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A word about Big Ideas and Themes — The architecture of Big Think

Big ideas are lenses for envisioning the future. Every article and video on bigthink.com and on our learning platforms is based on an emerging “big idea” that is significant, widely relevant, and actionable. We’re sifting the noise for the questions and insights that have the power to change all of our lives, for decades to come. For example, reverse-engineering is a big idea in that the concept is increasingly useful across multiple disciplines, from education to nanotechnology.

Themes are the seven broad umbrellas under which we organize the hundreds of big ideas that populate Big Think. They include New World Order, Earth and Beyond, 21st Century Living, Going Mental, Extreme Biology, Power and Influence, and Inventing the Future.

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Is Anyone Solving the Space Junk Problem?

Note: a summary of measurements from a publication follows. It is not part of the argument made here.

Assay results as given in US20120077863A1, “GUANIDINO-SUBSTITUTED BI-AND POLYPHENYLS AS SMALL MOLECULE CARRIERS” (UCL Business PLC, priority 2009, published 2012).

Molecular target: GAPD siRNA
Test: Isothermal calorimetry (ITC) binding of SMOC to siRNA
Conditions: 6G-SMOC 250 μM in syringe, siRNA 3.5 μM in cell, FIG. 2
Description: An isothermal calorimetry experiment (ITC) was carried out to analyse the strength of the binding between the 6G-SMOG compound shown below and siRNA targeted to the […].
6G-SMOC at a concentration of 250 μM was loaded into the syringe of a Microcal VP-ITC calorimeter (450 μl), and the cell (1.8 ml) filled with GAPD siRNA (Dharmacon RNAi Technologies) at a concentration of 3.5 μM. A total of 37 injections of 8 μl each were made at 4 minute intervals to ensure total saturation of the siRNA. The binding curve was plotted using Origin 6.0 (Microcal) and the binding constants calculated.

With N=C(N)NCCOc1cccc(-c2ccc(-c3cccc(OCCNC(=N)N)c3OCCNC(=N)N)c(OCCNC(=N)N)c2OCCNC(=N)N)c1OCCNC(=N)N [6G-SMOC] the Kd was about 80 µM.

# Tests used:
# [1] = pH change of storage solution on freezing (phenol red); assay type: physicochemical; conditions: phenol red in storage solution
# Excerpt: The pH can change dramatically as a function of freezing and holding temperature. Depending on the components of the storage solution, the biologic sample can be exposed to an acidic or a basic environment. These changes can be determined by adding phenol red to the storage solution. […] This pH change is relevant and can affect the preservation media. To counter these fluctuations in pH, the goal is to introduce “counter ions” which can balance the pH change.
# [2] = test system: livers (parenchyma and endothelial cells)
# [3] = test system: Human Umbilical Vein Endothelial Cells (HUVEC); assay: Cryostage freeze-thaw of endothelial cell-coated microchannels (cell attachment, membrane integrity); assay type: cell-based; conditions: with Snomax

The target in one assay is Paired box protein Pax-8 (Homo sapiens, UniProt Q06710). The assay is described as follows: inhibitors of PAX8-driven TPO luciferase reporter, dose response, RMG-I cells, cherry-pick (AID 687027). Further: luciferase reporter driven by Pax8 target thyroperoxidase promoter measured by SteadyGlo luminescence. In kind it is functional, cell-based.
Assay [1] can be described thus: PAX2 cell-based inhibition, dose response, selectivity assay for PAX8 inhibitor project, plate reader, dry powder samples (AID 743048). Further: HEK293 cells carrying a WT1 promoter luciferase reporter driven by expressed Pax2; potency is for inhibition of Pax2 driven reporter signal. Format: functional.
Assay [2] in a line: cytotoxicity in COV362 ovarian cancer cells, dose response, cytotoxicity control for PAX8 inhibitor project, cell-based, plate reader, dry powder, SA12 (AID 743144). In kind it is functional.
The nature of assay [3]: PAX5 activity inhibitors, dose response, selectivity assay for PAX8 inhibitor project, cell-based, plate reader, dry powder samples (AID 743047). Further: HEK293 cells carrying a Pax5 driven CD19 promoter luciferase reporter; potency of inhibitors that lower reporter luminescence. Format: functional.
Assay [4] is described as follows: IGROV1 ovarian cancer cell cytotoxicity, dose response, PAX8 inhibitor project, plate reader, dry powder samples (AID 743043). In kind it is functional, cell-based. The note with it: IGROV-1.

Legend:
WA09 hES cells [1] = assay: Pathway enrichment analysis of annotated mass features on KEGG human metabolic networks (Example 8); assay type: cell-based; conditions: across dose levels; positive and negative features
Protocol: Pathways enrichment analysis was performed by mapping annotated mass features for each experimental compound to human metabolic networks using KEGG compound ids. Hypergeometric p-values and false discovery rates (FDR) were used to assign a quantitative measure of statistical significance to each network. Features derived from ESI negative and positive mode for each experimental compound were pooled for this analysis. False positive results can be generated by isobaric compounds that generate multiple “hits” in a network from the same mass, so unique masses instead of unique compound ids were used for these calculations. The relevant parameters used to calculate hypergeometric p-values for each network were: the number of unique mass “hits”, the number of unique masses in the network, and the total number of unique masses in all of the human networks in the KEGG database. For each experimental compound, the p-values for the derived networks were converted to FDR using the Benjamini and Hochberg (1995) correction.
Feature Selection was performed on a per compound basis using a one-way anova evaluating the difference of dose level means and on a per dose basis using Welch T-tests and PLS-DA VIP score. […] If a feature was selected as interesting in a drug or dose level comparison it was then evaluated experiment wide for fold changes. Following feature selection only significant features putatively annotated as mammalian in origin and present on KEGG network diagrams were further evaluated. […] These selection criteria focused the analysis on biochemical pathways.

January 25, 2012, 2:03 PM

What's the Latest Development?

In the last four months, three large spacecraft have fallen to Earth, including a Russian probe loaded with toxic fuel. Thankfully, the planet's surface is two-thirds ocean and nobody has yet been hurt. Still, there is only one organization that systematically studies space junk which has fallen to back to Earth. By examining why and how some satellites fall, Aerospace Corp.'s Center for Orbital and Reentry Debris Studies, or CORDS, hopes to prevent a crash that damages life on our planet.

What's the Big Idea?

If you think driving on the highway is bad, imagine steering your way through low-Earth orbit where some 22,000 pieces of space debris circle the Earth at 21,600 miles per hour. And those 22,000 only include pieces four inches wide or larger. Smaller pieces, which cannot be tracked by NASA, are potentially just as lethal. "An aluminum sphere half an inch in diameter has the potential to do as much damage upon collision as a 400-pound safe traveling at 60 mph." CORDS advises 'design for demise' satellites which burn up easily during reentry.

Photo credit: shutterstock.com



Is Anyone Solving the Space...

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